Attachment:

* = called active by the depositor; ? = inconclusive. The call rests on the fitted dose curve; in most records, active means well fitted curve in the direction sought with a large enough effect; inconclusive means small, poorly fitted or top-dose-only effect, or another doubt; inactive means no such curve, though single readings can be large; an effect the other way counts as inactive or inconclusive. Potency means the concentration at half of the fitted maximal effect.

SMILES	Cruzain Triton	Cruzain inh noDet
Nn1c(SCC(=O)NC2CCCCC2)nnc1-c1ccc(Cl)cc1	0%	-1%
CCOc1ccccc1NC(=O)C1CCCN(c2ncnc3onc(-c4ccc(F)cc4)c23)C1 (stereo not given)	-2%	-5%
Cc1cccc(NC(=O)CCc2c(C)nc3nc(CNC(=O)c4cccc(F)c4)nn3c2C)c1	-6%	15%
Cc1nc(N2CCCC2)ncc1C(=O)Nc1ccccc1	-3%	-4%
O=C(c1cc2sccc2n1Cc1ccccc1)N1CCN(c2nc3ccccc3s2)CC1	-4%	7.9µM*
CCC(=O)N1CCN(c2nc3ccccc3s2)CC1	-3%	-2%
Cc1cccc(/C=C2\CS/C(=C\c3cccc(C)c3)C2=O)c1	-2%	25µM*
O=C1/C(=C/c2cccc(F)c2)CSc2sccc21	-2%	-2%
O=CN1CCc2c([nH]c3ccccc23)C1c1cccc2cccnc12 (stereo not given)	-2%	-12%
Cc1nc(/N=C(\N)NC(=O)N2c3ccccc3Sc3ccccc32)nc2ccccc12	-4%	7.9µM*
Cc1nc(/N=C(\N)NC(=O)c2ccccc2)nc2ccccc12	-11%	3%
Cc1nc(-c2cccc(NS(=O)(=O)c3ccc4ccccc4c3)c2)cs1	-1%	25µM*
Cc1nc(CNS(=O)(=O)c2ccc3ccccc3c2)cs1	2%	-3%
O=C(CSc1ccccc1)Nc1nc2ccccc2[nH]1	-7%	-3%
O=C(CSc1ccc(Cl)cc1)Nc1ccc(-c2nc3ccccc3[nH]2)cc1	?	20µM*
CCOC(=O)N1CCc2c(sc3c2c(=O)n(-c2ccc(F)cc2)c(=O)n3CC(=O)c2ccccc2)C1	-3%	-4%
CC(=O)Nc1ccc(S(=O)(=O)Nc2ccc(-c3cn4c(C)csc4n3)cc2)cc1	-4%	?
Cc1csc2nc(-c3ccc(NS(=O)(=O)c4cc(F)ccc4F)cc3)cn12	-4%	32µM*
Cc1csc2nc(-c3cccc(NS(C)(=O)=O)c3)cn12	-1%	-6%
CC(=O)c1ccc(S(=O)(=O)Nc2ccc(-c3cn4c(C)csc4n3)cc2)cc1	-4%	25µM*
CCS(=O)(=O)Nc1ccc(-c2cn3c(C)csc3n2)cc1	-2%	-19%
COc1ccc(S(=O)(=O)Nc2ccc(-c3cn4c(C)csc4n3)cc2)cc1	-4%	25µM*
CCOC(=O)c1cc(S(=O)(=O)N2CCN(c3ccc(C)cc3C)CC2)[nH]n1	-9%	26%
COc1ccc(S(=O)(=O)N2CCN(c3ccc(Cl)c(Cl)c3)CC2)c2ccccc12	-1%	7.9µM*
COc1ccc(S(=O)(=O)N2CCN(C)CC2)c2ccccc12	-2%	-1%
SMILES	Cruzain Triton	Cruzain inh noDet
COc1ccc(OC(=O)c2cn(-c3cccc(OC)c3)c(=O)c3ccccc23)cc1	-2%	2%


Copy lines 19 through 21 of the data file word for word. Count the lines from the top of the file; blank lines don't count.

CC(=O)Nc1ccc(S(=O)(=O)Nc2ccc(-c3cn4c(C)csc4n3)cc2)cc1	-4%	?
Cc1csc2nc(-c3ccc(NS(=O)(=O)c4cc(F)ccc4F)cc3)cn12	-4%	32µM*
Cc1csc2nc(-c3cccc(NS(C)(=O)=O)c3)cn12	-1%	-6%